After putting my thread and bodkin into the truck and buying a bottle
of tea, I headed west toward Bremen.

After the first turn, I stopped to consult my map, and a scrap of
paper fell out. I tried to pick it up without dismounting, lost my
balance, and, being tangled in the bike, landed like a sack of wet
cement. I got so banged up that after I'd made it as far as the bike
shop (and consternated the children left to watch it; since my vehicle
made no noise, they didn't notice that I was there until I was
preparing to leave) I turned back and returned to Martin's.

Whereupon I discovered that I was so sore that I couldn't lift the
bike into the truck. A young man who was passing by noticed my
difficulty and loaded it for me. I was, at least, capable of climbing
into the truck bed to bungee the bike.

In the above incident, the wet-leaves-under-dry-leaves incident, and
the black-ice-on-the-sidewalk incident, I landed on my left hip.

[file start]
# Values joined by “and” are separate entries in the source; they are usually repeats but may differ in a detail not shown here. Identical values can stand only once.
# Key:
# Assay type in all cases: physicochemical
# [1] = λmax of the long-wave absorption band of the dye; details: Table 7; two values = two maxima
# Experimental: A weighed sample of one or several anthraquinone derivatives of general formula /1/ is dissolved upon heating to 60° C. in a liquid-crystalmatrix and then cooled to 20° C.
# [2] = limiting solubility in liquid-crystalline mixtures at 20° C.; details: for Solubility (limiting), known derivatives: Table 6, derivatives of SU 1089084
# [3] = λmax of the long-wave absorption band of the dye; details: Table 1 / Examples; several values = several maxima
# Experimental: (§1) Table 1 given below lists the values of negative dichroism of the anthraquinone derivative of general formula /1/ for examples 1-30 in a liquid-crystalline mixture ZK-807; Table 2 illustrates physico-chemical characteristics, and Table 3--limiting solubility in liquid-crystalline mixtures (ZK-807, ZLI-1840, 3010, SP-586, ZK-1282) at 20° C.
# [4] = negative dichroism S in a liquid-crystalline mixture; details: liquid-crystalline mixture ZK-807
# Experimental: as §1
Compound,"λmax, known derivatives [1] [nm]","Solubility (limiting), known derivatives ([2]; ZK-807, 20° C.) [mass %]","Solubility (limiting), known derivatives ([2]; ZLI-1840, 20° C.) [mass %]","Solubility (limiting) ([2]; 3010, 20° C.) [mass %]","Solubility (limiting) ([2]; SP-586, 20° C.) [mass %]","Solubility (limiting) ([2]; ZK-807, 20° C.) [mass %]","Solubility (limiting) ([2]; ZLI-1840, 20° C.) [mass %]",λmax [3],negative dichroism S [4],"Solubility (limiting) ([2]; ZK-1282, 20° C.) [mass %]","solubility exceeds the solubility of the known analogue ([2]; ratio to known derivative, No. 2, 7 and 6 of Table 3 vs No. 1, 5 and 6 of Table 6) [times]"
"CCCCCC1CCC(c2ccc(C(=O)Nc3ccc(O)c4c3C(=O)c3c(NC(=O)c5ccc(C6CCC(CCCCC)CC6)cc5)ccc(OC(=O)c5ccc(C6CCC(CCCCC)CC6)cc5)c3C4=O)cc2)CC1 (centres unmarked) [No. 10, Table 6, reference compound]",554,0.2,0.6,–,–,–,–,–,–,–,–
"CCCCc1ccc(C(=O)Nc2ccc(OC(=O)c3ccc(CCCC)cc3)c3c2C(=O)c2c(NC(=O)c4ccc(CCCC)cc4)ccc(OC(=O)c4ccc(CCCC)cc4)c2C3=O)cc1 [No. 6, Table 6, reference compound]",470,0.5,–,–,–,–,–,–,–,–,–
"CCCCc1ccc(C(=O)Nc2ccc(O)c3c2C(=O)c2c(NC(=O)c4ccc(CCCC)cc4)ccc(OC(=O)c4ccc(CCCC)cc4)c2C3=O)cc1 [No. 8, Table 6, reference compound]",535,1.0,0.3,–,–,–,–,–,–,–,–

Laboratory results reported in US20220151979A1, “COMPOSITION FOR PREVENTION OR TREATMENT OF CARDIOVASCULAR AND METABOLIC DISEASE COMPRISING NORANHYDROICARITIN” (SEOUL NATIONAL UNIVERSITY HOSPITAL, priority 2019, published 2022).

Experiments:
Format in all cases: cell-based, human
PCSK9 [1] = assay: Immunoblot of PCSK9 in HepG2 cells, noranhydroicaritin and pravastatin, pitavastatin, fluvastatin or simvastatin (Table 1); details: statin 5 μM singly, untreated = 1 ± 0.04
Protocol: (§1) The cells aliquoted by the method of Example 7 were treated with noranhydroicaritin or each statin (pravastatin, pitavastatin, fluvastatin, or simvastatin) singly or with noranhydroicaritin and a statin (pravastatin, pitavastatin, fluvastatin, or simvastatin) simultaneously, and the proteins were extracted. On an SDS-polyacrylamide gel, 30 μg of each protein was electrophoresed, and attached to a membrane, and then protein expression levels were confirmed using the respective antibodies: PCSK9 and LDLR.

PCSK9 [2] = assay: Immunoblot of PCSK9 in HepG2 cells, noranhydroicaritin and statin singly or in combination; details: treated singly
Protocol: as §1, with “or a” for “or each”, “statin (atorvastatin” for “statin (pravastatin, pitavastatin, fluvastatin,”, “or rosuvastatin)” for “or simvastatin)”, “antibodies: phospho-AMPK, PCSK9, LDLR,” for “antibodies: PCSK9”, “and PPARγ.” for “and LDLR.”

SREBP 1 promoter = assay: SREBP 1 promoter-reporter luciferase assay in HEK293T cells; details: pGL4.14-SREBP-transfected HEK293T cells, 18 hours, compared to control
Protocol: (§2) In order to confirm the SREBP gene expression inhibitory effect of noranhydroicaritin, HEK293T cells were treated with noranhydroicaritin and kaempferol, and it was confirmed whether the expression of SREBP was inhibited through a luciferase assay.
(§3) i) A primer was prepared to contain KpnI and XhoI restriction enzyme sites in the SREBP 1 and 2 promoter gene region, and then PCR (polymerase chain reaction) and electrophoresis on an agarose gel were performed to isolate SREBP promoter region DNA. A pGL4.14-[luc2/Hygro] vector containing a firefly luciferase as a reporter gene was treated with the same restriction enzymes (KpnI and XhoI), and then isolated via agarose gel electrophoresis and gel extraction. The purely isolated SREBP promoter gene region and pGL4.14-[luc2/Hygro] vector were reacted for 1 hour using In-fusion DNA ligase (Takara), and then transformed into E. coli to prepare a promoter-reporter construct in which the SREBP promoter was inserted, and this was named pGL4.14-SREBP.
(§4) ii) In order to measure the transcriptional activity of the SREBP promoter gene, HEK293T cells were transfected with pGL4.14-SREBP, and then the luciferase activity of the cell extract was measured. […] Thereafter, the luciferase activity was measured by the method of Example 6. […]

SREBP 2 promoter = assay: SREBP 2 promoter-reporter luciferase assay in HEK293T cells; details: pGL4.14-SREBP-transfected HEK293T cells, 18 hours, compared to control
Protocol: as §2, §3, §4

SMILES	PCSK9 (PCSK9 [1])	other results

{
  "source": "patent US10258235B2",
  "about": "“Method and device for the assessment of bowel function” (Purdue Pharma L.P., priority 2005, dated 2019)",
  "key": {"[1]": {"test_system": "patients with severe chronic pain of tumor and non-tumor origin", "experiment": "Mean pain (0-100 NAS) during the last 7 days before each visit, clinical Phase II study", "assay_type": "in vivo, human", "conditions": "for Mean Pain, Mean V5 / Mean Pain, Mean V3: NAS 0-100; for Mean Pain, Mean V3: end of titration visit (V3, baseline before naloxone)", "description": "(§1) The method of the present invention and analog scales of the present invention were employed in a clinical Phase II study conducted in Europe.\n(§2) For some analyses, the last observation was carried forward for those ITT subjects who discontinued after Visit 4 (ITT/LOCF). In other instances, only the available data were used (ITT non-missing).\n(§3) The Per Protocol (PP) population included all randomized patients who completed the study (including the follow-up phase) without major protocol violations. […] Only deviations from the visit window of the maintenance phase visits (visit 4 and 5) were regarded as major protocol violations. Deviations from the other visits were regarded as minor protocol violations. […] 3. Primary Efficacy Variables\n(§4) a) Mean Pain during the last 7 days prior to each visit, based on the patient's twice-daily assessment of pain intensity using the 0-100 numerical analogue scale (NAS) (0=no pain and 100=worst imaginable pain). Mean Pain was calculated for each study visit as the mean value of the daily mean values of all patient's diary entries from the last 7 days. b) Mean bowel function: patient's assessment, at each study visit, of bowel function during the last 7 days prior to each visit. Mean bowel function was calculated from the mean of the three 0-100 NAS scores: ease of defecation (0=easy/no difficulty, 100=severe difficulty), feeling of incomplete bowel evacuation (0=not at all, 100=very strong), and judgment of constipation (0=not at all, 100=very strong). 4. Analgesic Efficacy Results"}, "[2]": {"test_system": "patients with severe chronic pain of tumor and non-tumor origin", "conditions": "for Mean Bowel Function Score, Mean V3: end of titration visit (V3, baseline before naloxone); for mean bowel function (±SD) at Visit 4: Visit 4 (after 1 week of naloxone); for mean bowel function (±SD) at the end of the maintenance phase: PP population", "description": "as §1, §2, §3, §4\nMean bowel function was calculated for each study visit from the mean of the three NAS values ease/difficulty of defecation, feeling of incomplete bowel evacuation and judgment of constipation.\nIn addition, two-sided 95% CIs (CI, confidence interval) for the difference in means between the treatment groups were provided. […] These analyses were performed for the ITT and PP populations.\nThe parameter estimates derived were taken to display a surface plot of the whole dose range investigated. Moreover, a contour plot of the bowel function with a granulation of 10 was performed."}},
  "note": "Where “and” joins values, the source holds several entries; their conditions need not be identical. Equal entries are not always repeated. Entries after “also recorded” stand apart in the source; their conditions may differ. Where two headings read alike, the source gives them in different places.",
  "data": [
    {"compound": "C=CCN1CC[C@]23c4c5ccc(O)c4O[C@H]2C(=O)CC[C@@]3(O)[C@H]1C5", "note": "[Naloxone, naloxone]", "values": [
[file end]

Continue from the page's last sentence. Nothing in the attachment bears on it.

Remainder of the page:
(After stepping on the ice, I re-wrote the scene in _Vorjack_ in which
the title character conceals a crippling injury.) I don't think all
those impacts did my current condition any good.

The second trip was a year or so later; I'd hardly gotten onto US 30
before I realized that my rotator cuff hadn't recovered from driving
to Frankfort and back a few months earlier. It quit hurting when I
quit driving, but it had put me out of the mood to ride in cold damp,
so instead of exploring, I rode in a straight line to a country store
and the same straight line back. The store was not open on that day
of the week, but I found some white cheddar at a store I passed on the
way, and I bought lots of goodies at Rentown, which is where I had
parked. I wish I could go back and get some more coarse-ground almond